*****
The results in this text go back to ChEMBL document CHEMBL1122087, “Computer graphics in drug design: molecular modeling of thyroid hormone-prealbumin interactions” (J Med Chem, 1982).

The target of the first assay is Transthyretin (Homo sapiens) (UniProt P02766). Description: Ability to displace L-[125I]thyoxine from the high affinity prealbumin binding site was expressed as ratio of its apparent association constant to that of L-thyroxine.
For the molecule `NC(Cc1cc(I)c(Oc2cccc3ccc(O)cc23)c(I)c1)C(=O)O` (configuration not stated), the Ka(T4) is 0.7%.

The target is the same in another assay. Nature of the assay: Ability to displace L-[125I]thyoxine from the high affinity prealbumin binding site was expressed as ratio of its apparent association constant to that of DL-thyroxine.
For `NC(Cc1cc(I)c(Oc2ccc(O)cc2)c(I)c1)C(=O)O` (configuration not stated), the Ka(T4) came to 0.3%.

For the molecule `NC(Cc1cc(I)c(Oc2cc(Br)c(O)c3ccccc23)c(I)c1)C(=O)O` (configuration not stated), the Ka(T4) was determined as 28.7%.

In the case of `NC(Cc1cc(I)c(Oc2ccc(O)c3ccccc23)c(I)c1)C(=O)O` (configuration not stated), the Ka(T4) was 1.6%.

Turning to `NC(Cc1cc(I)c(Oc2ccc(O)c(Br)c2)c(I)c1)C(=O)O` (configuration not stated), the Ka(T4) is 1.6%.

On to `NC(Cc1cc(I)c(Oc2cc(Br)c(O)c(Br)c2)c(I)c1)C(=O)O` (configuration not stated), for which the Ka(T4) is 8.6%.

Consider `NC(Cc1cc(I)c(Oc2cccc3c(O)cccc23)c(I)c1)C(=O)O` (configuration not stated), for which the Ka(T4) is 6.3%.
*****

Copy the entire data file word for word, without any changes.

The results in this text go back to ChEMBL document CHEMBL1122087, “Computer graphics in drug design: molecular modeling of thyroid hormone-prealbumin interactions” (J Med Chem, 1982).

The target of the first assay is Transthyretin (Homo sapiens) (UniProt P02766). Description: Ability to displace L-[125I]thyoxine from the high affinity prealbumin binding site was expressed as ratio of its apparent association constant to that of L-thyroxine.
For the molecule `NC(Cc1cc(I)c(Oc2cccc3ccc(O)cc23)c(I)c1)C(=O)O` (configuration not stated), the Ka(T4) is 0.7%.

The target is the same in another assay. Nature of the assay: Ability to displace L-[125I]thyoxine from the high affinity prealbumin binding site was expressed as ratio of its apparent association constant to that of DL-thyroxine.
For `NC(Cc1cc(I)c(Oc2ccc(O)cc2)c(I)c1)C(=O)O` (configuration not stated), the Ka(T4) came to 0.3%.

For the molecule `NC(Cc1cc(I)c(Oc2cc(Br)c(O)c3ccccc23)c(I)c1)C(=O)O` (configuration not stated), the Ka(T4) was determined as 28.7%.

In the case of `NC(Cc1cc(I)c(Oc2ccc(O)c3ccccc23)c(I)c1)C(=O)O` (configuration not stated), the Ka(T4) was 1.6%.

Turning to `NC(Cc1cc(I)c(Oc2ccc(O)c(Br)c2)c(I)c1)C(=O)O` (configuration not stated), the Ka(T4) is 1.6%.

On to `NC(Cc1cc(I)c(Oc2cc(Br)c(O)c(Br)c2)c(I)c1)C(=O)O` (configuration not stated), for which the Ka(T4) is 8.6%.

Consider `NC(Cc1cc(I)c(Oc2cccc3c(O)cccc23)c(I)c1)C(=O)O` (configuration not stated), for which the Ka(T4) is 6.3%.